In the 1930s, when the federal bureaucracy was much smaller than today, F.D.R. created a separate agency to administer work programs under the gifted and non-bureaucratic direction of social workers Harry Hopkins and Aubrey Williams. The approaches of Presidents John F. Kennedy and Lyndon B. Johnson resembled this part of the New Deal model in establishing new agencies like the Peace Corps and the Office of Economic Opportunity to plan and implement innovative programs. We believe that a federal attack on unemployment can work most efficiently by creating a new, separate federal agency empowered to create jobs directly (admittedly, the details of such an agency have yet to be worked out). A program of this size for direct job creation has never been tried, but there are precedents for believing it would be effective.
It will, however, be very difficult to make the case for more government spending at this point. One reason, but not the only one, is the perceived failure of the Obama stimulus. The case for more federal spending is made still harder by the anti-government assault of right-wing politicians and economists, the latter of whom raise alarums about the rising debt and deficit. Although Wall Street and millions of investors were saved by a massive federal government bailout, they continue to bite the hand that fed them by bashing government aid. And much of the public also overlook the fact that government programs like unemployment insurance and food stamps are feeding, clothing and paying the bills for millions of the unemployed and in so doing are keeping consumption from dipping even lower and unemployment even higher.
The Deficit Obstacle
Obsession with the budget deficit blocks our path, particularly when unemployment remains close to 10 percent after a multi-billion dollar recovery program. In fact, more money has to be spent to cure unemployment, at least initially. There would be some savings from the program as a result of decreased outlays for unemployment insurance and other income support programs, taxes paid by the workers, the increased purchasing power of the workers that would stimulate other job creation and reduced costs of the social problems caused by unemployment. Nonetheless the start-up and perhaps continuing costs could be substantial.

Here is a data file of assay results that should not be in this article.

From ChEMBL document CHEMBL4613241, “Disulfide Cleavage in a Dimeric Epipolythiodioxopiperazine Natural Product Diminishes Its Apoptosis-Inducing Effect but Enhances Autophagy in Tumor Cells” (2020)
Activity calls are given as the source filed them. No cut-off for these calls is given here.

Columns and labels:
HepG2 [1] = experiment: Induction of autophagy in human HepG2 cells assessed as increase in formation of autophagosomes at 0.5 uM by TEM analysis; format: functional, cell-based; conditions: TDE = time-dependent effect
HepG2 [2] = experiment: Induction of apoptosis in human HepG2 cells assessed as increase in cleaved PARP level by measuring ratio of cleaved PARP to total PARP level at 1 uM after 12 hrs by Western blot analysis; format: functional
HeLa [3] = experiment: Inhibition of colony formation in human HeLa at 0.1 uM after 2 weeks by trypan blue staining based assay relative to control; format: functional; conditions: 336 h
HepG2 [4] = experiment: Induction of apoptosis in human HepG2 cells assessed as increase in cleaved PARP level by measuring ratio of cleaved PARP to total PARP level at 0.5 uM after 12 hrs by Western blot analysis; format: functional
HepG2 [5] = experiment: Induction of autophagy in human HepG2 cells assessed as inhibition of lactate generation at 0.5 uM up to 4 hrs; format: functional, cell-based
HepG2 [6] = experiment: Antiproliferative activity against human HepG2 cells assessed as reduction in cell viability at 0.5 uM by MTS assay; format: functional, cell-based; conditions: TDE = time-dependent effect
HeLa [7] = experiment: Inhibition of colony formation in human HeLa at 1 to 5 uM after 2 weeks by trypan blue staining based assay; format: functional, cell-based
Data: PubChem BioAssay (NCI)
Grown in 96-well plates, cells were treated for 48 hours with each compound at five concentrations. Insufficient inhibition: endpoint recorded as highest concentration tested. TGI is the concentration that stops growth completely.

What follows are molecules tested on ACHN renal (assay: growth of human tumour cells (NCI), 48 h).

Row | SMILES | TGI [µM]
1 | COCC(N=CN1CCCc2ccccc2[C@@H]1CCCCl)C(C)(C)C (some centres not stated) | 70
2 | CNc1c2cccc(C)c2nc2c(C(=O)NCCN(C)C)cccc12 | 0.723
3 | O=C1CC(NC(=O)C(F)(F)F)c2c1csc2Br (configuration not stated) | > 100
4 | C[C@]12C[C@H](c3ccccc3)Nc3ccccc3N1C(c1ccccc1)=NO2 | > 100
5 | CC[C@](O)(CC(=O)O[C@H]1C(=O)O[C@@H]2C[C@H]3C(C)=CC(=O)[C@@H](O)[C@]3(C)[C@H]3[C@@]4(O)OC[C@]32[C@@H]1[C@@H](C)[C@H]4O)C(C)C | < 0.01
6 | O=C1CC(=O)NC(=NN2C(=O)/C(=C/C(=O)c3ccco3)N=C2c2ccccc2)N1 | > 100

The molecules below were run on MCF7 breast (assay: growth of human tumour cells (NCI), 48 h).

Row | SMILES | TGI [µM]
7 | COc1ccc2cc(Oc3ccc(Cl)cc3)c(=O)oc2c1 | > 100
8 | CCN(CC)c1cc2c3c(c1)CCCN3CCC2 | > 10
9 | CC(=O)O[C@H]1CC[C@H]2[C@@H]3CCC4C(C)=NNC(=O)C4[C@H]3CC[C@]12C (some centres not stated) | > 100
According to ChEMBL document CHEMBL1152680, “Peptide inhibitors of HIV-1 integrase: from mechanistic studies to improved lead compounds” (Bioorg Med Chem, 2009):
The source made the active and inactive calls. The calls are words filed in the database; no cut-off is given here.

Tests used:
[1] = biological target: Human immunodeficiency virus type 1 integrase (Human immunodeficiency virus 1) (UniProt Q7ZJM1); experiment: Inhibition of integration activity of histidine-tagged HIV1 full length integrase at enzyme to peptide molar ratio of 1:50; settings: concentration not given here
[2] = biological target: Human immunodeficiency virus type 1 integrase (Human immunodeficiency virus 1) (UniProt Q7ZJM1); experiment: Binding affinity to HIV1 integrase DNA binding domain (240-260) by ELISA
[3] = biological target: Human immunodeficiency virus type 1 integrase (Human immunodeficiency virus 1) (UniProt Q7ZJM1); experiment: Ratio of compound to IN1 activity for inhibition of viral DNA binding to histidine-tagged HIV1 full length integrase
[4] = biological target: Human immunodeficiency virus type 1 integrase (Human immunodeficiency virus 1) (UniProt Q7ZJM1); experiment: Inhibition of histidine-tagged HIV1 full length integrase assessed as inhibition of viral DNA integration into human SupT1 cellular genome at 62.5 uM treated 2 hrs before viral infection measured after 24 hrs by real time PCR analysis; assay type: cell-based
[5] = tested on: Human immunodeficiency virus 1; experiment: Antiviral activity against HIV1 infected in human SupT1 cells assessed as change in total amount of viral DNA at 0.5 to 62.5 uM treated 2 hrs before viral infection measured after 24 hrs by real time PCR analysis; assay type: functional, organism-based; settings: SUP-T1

The dilemma is how to approach the deficit in gaining support for these start-up costs. On the one hand, we can tacitly admit the deficit is important, economically as well as politically, by coming up with such alternative revenue sources as cutting military spending to actual defense needs, rescinding the tax cuts to the rich and a stock transfer tax. The nonpartisan Joint Committee on Taxation has estimated that the federal government would collect an additional $238 billion in 2011 if the so-called Bush tax cuts are allowed to expire at the end of 2010. That would provide enough additional funding to create just over 7 million full-time equivalent jobs lasting 12 months each.
On the other hand, we can discredit the attacks on the deficit. That would mean to deny that it is important economically and to point out, as James Galbraith has, that deficit phobia is cultivated by the banks and their proxies in government because private borrowing means money in the pockets of private lenders and public borrowing puts money in the pockets of people with no obligation to repay. Galbraith holds that the analogy between a family budget and a government budget is a false one and should be debunked. Private borrowers can and do default. With the U.S. government, the risk of non-payment doesn’t exist. Although it may sound glib, it is nonetheless true that the U.S. government can spend money and pay interest simply by typing numbers into a computer. Since it is the source of money, the U.S. government cannot run out. The only time that deficits are a problem is at full employment where there could be more demand for goods and services than could be met, with a resultant inflation in wages and prices. This is hardly the case or the threat now.